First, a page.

With alfalfa breaking dormancy in parts of the country, producers should plan to keep a close watch for insect activity, says Jeff Whitworth, entomologist with Kansas State University Extension.
“Alfalfa weevils are probably the first insect pest to start scouting for at this time of year,” Whitworth says. “Some eggs were probably deposited last fall. With the warm weather we have had sporadically and which can be expected over the coming weeks, we have now accrued several degree days or thermal units towards hatching these eggs. Heat units accumulate for alfalfa weevils at temperatures above 48°F.”
Even so, Whitworth advises against being too quick to treat. “Wait until the field reaches the treatment threshold.”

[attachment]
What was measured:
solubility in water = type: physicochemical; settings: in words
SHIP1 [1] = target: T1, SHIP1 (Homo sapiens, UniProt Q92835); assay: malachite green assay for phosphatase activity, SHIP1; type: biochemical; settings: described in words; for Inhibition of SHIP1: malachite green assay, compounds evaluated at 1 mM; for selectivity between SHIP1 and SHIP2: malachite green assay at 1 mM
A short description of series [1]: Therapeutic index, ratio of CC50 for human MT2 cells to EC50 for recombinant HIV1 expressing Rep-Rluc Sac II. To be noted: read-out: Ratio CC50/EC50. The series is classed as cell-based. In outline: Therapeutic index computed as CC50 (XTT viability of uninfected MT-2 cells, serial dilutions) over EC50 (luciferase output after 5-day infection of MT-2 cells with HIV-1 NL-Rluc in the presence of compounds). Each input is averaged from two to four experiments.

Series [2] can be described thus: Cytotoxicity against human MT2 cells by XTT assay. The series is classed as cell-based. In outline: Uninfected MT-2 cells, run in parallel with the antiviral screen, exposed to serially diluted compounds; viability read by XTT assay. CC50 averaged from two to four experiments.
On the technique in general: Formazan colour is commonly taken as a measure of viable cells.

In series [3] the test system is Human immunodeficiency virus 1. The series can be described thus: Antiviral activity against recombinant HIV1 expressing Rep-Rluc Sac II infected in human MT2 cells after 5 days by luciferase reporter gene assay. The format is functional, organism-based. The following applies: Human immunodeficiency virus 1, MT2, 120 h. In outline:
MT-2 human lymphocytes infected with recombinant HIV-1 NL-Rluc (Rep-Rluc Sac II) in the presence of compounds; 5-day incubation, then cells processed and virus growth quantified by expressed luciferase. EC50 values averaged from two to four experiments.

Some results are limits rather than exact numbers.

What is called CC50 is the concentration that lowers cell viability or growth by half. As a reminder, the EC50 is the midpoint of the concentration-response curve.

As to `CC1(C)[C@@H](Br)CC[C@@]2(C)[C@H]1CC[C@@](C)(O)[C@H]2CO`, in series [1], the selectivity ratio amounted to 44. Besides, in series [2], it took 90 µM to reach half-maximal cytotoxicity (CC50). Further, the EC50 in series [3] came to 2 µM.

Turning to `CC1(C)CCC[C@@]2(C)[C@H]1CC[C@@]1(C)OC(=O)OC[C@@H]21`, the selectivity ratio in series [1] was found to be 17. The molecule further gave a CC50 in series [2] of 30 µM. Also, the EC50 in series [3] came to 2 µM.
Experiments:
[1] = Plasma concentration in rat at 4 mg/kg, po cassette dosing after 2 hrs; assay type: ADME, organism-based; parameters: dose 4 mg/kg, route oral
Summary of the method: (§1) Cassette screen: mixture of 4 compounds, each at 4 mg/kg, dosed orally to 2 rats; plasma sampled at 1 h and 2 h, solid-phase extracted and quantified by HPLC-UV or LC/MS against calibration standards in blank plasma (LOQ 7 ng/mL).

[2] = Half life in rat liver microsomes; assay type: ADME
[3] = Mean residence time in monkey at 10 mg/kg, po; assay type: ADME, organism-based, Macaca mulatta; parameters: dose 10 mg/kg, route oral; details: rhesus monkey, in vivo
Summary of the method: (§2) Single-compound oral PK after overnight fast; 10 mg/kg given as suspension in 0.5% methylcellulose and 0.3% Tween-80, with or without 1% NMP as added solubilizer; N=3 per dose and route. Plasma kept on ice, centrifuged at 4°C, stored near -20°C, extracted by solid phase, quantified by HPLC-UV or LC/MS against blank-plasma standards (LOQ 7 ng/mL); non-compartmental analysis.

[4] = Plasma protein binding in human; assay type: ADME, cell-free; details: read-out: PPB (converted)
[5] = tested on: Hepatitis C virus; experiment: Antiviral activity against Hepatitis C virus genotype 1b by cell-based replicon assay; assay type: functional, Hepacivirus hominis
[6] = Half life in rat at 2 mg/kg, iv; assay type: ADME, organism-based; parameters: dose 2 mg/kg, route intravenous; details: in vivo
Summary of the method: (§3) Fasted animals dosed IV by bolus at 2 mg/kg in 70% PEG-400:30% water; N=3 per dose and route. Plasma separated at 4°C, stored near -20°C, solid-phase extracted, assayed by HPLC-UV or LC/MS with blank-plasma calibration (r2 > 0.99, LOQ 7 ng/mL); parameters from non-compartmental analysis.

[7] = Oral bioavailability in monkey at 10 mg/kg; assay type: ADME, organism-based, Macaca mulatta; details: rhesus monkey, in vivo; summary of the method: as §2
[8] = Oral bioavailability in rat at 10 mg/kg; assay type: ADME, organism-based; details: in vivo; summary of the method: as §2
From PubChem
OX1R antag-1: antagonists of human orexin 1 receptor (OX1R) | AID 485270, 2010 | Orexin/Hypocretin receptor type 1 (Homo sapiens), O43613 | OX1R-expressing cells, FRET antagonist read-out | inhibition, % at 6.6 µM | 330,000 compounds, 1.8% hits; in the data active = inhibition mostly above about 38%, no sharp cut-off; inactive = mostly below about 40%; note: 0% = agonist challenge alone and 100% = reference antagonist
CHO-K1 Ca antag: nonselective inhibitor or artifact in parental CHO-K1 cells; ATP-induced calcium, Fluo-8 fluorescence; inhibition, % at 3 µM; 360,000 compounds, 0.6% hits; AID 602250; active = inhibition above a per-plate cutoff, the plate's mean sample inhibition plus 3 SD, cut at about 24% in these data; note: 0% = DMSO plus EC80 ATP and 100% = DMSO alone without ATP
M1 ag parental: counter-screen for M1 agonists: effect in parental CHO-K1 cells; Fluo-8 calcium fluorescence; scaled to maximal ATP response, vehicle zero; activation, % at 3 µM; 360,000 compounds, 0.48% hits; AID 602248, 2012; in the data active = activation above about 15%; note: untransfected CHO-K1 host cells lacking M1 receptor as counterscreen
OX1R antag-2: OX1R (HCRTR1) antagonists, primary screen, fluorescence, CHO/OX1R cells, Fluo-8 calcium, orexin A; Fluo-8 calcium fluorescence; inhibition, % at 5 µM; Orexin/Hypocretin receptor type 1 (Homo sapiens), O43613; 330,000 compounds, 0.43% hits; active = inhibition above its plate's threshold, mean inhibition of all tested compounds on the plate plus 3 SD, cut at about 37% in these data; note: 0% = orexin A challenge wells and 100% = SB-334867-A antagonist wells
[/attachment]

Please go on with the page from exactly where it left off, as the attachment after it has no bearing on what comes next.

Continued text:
Be on the lookout for pea aphids, too. “They can also start relatively early in the spring and can be a problem on first-year stands. If weevil treatments are applied, the insecticides will wipe out any beneficial insects that normally do a good job of keeping aphid populations under control.”
Reports of army cutworm activity last fall mean producers should also be scouting for that insect soon. “Army cutworms will start feeding again anytime temperatures are above 50°F,” Whitworth says.